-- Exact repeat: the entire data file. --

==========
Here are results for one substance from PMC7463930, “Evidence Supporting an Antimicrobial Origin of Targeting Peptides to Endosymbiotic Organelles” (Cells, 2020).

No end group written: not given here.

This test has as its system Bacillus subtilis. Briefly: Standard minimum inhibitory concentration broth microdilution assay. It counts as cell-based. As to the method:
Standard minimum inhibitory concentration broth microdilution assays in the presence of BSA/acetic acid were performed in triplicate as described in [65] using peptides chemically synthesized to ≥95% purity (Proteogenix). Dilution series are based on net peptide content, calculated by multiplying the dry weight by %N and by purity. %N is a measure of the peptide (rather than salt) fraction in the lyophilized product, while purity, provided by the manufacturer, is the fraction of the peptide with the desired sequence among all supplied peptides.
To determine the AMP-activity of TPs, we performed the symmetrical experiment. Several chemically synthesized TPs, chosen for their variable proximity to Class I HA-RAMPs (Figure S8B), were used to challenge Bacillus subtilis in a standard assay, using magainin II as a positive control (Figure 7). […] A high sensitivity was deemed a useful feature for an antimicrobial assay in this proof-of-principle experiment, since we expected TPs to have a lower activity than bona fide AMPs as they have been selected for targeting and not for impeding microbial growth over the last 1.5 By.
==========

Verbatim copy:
Here are results for one substance from PMC7463930, “Evidence Supporting an Antimicrobial Origin of Targeting Peptides to Endosymbiotic Organelles” (Cells, 2020).

No end group written: not given here.

This test has as its system Bacillus subtilis. Briefly: Standard minimum inhibitory concentration broth microdilution assay. It counts as cell-based. As to the method:
Standard minimum inhibitory concentration broth microdilution assays in the presence of BSA/acetic acid were performed in triplicate as described in [65] using peptides chemically synthesized to ≥95% purity (Proteogenix). Dilution series are based on net peptide content, calculated by multiplying the dry weight by %N and by purity. %N is a measure of the peptide (rather than salt) fraction in the lyophilized product, while purity, provided by the manufacturer, is the fraction of the peptide with the desired sequence among all supplied peptides.
To determine the AMP-activity of TPs, we performed the symmetrical experiment. Several chemically synthesized TPs, chosen for their variable proximity to Class I HA-RAMPs (Figure S8B), were used to challenge Bacillus subtilis in a standard assay, using magainin II as a positive control (Figure 7). […] A high sensitivity was deemed a useful feature for an antimicrobial assay in this proof-of-principle experiment, since we expected TPs to have a lower activity than bona fide AMPs as they have been selected for targeting and not for impeding microbial growth over the last 1.5 By.